If your loved one is actively using drugs or is at risk of an overdose, encourage them to follow harm reduction practices and use harm reduction services. Harm reduction can mean visiting overdose prevention sites, which are supervised by staff and peers who are trained in safer drug consumption practices and how to intervene during an overdose. 

If they are using prescribed medications in high doses to manage pain, encourage your loved one to talk to their doctor or health-care professional about alternative therapies. Under some conditions, prescribed medications can be tapered to a lower dose or stopped completely, and pain can be managed with massage, physiotherapy, exercise, counselling, and other therapies. 

Although people use drugs for many different reasons, problematic substance use can be a sign of underlying mental health problems and an addiction. Some people use drugs problematically to cope with untreated mental illness, childhood trauma, family difficulties, pain, and other stressors. If your loved one is open to seeking treatment, talk to them or encourage them to speak to their physician or another health-care professional about their treatment options. Remember that change can rarely be forced onto others, and that imposing treatment on someone when they are not ready is not necessarily helpful or in their best interest.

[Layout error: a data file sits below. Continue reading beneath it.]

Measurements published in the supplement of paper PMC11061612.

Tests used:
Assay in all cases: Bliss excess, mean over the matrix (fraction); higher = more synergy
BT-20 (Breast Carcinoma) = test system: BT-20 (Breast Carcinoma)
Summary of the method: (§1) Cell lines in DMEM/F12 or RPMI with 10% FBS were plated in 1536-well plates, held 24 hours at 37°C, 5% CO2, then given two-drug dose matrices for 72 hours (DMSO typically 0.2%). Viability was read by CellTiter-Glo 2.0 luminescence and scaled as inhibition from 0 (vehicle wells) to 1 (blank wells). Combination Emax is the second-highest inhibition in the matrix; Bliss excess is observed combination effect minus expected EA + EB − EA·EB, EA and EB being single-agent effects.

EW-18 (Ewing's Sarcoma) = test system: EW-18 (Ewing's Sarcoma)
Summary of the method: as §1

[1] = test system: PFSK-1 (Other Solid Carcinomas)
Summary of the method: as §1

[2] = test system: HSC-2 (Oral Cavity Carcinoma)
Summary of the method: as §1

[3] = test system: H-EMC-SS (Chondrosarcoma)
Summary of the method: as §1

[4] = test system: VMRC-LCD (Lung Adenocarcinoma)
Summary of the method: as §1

Treatment options for managing problematic substance use include counselling, group therapy, recovery groups (such as 12-step programs), residential treatment (detox), medication, or withdrawal management, among others. Contact your local Canadian Mental Health Association to find out more about available treatment options and encourage your loved one to choose an option that is right for them. Remember that everyone’s needs are different and sometimes a variety of treatments must be tried before the right one is found.  

Many people are better able to recover when they have the support and encouragement of friends, family, and peers. Listening, encouraging good communication and healthy habits, being patient, and helping to instill a sense of hope for recovery are only a few ways that you can help support a loved one. 

Do you need more help? 

Contact your local CMHA to learn more about support and resources in your area. To learn more about the opioid crisis in Canada, please visit to read our recent paper, Care not Corrections: Relieving the Opioid Crisis in Canada.